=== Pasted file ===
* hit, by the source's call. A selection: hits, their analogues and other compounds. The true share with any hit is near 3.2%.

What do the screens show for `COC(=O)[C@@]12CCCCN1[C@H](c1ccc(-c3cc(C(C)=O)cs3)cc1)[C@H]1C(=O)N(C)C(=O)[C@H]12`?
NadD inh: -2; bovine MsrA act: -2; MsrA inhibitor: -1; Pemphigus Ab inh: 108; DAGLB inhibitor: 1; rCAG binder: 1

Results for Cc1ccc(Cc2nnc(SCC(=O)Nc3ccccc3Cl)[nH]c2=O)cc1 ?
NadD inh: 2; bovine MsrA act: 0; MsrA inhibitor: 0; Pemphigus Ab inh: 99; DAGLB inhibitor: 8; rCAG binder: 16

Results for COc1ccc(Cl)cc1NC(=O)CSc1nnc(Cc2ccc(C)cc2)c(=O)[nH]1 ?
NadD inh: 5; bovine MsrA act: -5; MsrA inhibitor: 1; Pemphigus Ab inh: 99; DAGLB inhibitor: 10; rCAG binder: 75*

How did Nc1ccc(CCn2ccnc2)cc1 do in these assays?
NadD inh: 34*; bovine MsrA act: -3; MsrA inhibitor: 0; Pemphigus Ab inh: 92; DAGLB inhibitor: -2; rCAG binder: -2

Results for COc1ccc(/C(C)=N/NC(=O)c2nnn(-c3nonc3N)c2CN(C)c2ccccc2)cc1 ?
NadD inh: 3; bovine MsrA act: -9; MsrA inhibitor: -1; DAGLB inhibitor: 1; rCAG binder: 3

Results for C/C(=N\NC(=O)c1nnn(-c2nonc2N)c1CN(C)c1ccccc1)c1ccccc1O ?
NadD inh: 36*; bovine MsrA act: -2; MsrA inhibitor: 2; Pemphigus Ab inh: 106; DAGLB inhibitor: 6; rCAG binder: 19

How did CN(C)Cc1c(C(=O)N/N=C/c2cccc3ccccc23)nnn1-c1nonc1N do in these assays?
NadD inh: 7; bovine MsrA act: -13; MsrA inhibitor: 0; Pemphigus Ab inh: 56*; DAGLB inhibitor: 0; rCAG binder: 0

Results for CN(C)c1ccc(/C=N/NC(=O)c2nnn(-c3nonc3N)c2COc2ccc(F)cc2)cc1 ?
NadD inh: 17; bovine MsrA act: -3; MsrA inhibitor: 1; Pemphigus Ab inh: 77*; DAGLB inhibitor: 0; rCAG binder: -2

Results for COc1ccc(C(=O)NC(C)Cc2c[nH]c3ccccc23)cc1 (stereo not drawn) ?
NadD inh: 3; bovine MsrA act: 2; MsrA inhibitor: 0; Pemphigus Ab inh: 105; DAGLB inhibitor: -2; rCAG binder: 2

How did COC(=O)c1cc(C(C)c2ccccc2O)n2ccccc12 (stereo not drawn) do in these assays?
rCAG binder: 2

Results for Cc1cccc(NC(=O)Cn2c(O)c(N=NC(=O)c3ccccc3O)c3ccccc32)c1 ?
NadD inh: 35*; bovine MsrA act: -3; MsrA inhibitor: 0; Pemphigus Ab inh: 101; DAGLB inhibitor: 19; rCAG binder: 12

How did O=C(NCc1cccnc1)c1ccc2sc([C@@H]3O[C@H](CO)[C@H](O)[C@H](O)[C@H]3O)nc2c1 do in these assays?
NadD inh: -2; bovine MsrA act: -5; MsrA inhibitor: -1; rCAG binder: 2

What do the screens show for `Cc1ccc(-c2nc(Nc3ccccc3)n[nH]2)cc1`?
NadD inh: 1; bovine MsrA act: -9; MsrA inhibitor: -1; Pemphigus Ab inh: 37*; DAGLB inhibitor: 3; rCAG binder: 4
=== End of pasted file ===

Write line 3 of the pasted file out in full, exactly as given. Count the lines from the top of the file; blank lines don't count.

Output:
NadD inh: -2; bovine MsrA act: -2; MsrA inhibitor: -1; Pemphigus Ab inh: 108; DAGLB inhibitor: 1; rCAG binder: 1